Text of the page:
• Great creators think at the top level. 
  • They express and create.

 

 

 In this episode Joel and Antonia reflect on the death and legacy of Neil Peart (drummer for the progressive rock band Rush) and how thought leaders shape how we think as people. #rush #neilpeart

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Showing 5 comments
  • Arabella
    Reply

    My own personal thought leader – or rather embodiment leader – is my paternal grandmother, probably an ESFP (I’m an INFP). She lived a hard life in the poorest part in London and survived two World Wars (lost her fiancé in WWI), had eight children (a few of whom died at a young age), lost her husband after he broke his back in an industrial accident and was herself crippled by arthritis and spent all the time I knew her in a wheelchair (she lived with us until her death when I was 13). But she had a great, earthy sense of humour, was generous and never was afraid to speak her mind, and I never really heard her complain until the end. She’s who always comes to mind when life gets tough and I hear her voice telling me to ”keep on going, girl”. If there’s anyone I want to embody in my life, it’s her.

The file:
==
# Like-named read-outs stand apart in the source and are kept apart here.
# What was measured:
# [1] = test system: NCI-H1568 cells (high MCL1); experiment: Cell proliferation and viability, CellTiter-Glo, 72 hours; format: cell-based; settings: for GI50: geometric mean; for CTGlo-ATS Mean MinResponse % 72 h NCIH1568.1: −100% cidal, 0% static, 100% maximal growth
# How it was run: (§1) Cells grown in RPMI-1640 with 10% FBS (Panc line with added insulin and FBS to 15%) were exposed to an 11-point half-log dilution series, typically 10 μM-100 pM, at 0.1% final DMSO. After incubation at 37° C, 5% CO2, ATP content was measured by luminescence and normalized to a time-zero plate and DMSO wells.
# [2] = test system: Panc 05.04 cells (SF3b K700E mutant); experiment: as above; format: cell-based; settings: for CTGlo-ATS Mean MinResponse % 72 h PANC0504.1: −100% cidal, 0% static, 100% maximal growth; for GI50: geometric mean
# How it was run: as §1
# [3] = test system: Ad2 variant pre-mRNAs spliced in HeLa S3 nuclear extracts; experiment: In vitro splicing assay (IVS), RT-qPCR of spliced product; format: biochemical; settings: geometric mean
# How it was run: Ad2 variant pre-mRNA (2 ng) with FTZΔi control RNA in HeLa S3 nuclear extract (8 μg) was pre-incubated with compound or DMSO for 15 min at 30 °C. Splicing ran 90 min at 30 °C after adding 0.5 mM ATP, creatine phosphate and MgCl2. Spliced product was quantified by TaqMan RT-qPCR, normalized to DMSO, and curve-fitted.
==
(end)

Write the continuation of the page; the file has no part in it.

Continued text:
• Beth
    Reply

    Less is more…boom! Thank you for sharing your vulnerability over Neil’s passing, Antonia. It was not dumb, so many of us have shed tears. He truly was a treasure and the fact that we can celebrate his impact is a blessing.

  • Pete Abramenko
    Reply

    RUSH—“Closer to the Heart”: “And the men who hold high places must be the ones who start…mold a new reality—closer to the heart…”

    Thank you for the podcast Antonia. I first saw RUSH in concert in 1977 at the age of 16 in Manhattan and was already captivated by Neil Peart’s metaphysical lyrics…

    Thank goodness they made the RUSH documentary a few years ago… For anyone who hasn’t seen it, it’s available on Netflix and even people who are not rush fans will find it fascinating.